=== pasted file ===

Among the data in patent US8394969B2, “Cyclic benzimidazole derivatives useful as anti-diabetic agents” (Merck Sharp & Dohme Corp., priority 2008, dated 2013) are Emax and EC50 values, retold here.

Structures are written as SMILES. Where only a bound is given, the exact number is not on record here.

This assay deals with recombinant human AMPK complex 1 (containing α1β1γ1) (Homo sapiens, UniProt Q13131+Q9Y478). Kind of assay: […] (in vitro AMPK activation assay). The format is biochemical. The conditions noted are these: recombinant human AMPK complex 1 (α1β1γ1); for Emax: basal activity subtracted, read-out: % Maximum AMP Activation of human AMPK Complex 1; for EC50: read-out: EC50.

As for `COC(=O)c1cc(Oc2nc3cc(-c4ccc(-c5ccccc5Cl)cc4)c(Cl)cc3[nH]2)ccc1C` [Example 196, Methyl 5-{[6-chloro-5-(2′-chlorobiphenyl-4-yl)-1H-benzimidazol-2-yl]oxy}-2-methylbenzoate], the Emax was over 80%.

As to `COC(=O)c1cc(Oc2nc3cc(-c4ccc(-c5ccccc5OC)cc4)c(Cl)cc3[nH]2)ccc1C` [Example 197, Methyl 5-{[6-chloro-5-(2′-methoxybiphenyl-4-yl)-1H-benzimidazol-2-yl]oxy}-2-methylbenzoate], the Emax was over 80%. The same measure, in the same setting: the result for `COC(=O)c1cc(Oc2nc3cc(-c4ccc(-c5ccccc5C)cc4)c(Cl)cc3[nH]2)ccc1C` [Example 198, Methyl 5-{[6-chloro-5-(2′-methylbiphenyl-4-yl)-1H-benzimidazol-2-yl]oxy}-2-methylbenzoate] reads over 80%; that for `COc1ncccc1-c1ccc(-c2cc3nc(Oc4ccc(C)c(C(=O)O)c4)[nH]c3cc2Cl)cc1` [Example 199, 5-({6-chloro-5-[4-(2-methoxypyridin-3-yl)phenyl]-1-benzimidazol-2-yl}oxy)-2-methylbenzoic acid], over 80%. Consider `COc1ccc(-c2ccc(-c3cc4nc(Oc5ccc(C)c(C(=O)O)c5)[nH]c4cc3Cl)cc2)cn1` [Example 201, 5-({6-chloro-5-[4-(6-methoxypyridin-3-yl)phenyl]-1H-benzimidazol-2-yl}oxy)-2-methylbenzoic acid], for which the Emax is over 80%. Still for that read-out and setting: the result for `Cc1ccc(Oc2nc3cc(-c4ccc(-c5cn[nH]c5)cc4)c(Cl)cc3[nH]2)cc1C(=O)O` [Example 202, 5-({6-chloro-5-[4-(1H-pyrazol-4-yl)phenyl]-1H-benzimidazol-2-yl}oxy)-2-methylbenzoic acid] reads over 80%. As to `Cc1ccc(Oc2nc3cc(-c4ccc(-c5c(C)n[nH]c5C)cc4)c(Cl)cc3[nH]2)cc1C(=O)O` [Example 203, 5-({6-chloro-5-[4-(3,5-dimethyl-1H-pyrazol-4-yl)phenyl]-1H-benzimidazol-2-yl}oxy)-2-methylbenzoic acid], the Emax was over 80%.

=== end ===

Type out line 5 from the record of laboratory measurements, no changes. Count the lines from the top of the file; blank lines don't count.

As to `COC(=O)c1cc(Oc2nc3cc(-c4ccc(-c5ccccc5OC)cc4)c(Cl)cc3[nH]2)ccc1C` [Example 197, Methyl 5-{[6-chloro-5-(2′-methoxybiphenyl-4-yl)-1H-benzimidazol-2-yl]oxy}-2-methylbenzoate], the Emax was over 80%. The same measure, in the same setting: the result for `COC(=O)c1cc(Oc2nc3cc(-c4ccc(-c5ccccc5C)cc4)c(Cl)cc3[nH]2)ccc1C` [Example 198, Methyl 5-{[6-chloro-5-(2′-methylbiphenyl-4-yl)-1H-benzimidazol-2-yl]oxy}-2-methylbenzoate] reads over 80%; that for `COc1ncccc1-c1ccc(-c2cc3nc(Oc4ccc(C)c(C(=O)O)c4)[nH]c3cc2Cl)cc1` [Example 199, 5-({6-chloro-5-[4-(2-methoxypyridin-3-yl)phenyl]-1-benzimidazol-2-yl}oxy)-2-methylbenzoic acid], over 80%. Consider `COc1ccc(-c2ccc(-c3cc4nc(Oc5ccc(C)c(C(=O)O)c5)[nH]c4cc3Cl)cc2)cn1` [Example 201, 5-({6-chloro-5-[4-(6-methoxypyridin-3-yl)phenyl]-1H-benzimidazol-2-yl}oxy)-2-methylbenzoic acid], for which the Emax is over 80%. Still for that read-out and setting: the result for `Cc1ccc(Oc2nc3cc(-c4ccc(-c5cn[nH]c5)cc4)c(Cl)cc3[nH]2)cc1C(=O)O` [Example 202, 5-({6-chloro-5-[4-(1H-pyrazol-4-yl)phenyl]-1H-benzimidazol-2-yl}oxy)-2-methylbenzoic acid] reads over 80%. As to `Cc1ccc(Oc2nc3cc(-c4ccc(-c5c(C)n[nH]c5C)cc4)c(Cl)cc3[nH]2)cc1C(=O)O` [Example 203, 5-({6-chloro-5-[4-(3,5-dimethyl-1H-pyrazol-4-yl)phenyl]-1H-benzimidazol-2-yl}oxy)-2-methylbenzoic acid], the Emax was over 80%.